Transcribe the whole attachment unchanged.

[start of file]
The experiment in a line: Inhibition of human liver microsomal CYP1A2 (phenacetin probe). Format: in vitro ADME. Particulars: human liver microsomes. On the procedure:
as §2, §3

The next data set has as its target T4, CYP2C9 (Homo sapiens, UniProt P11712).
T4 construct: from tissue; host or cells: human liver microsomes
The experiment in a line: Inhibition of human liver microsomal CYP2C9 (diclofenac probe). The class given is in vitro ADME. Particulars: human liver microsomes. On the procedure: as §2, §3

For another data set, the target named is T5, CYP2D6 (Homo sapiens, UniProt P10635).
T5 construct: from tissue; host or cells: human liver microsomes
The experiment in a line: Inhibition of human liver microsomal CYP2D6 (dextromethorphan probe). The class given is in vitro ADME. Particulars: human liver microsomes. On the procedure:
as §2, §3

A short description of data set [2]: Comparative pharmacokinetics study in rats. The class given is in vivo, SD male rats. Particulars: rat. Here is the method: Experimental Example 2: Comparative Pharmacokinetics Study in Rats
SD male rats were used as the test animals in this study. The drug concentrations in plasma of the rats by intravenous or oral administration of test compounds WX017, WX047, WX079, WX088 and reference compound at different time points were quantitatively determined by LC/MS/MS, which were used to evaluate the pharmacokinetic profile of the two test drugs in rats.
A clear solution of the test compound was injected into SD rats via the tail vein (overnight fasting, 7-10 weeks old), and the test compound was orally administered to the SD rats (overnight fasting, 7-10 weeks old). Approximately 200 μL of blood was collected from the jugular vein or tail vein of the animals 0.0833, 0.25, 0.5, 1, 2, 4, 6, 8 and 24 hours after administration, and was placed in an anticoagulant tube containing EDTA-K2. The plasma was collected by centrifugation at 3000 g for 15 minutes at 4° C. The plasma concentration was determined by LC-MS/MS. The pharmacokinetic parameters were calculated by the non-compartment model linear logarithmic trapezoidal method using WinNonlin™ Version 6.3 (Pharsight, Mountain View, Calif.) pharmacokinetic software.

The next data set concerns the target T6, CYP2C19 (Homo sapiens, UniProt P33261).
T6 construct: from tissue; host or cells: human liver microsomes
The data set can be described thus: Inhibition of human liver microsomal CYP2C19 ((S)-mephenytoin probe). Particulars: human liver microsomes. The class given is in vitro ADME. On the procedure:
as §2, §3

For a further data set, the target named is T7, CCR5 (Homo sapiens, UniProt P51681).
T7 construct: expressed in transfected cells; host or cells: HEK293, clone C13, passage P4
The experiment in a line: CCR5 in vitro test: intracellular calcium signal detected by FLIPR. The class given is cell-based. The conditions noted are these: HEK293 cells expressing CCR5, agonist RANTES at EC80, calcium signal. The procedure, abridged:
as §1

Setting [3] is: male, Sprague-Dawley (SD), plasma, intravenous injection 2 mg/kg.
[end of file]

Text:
The experiment in a line: Inhibition of human liver microsomal CYP1A2 (phenacetin probe). Format: in vitro ADME. Particulars: human liver microsomes. On the procedure:
as §2, §3

The next data set has as its target T4, CYP2C9 (Homo sapiens, UniProt P11712).
T4 construct: from tissue; host or cells: human liver microsomes
The experiment in a line: Inhibition of human liver microsomal CYP2C9 (diclofenac probe). The class given is in vitro ADME. Particulars: human liver microsomes. On the procedure: as §2, §3

For another data set, the target named is T5, CYP2D6 (Homo sapiens, UniProt P10635).
T5 construct: from tissue; host or cells: human liver microsomes
The experiment in a line: Inhibition of human liver microsomal CYP2D6 (dextromethorphan probe). The class given is in vitro ADME. Particulars: human liver microsomes. On the procedure:
as §2, §3

A short description of data set [2]: Comparative pharmacokinetics study in rats. The class given is in vivo, SD male rats. Particulars: rat. Here is the method: Experimental Example 2: Comparative Pharmacokinetics Study in Rats
SD male rats were used as the test animals in this study. The drug concentrations in plasma of the rats by intravenous or oral administration of test compounds WX017, WX047, WX079, WX088 and reference compound at different time points were quantitatively determined by LC/MS/MS, which were used to evaluate the pharmacokinetic profile of the two test drugs in rats.
A clear solution of the test compound was injected into SD rats via the tail vein (overnight fasting, 7-10 weeks old), and the test compound was orally administered to the SD rats (overnight fasting, 7-10 weeks old). Approximately 200 μL of blood was collected from the jugular vein or tail vein of the animals 0.0833, 0.25, 0.5, 1, 2, 4, 6, 8 and 24 hours after administration, and was placed in an anticoagulant tube containing EDTA-K2. The plasma was collected by centrifugation at 3000 g for 15 minutes at 4° C. The plasma concentration was determined by LC-MS/MS. The pharmacokinetic parameters were calculated by the non-compartment model linear logarithmic trapezoidal method using WinNonlin™ Version 6.3 (Pharsight, Mountain View, Calif.) pharmacokinetic software.

The next data set concerns the target T6, CYP2C19 (Homo sapiens, UniProt P33261).
T6 construct: from tissue; host or cells: human liver microsomes
The data set can be described thus: Inhibition of human liver microsomal CYP2C19 ((S)-mephenytoin probe). Particulars: human liver microsomes. The class given is in vitro ADME. On the procedure:
as §2, §3

For a further data set, the target named is T7, CCR5 (Homo sapiens, UniProt P51681).
T7 construct: expressed in transfected cells; host or cells: HEK293, clone C13, passage P4
The experiment in a line: CCR5 in vitro test: intracellular calcium signal detected by FLIPR. The class given is cell-based. The conditions noted are these: HEK293 cells expressing CCR5, agonist RANTES at EC80, calcium signal. The procedure, abridged:
as §1

Setting [3] is: male, Sprague-Dawley (SD), plasma, intravenous injection 2 mg/kg.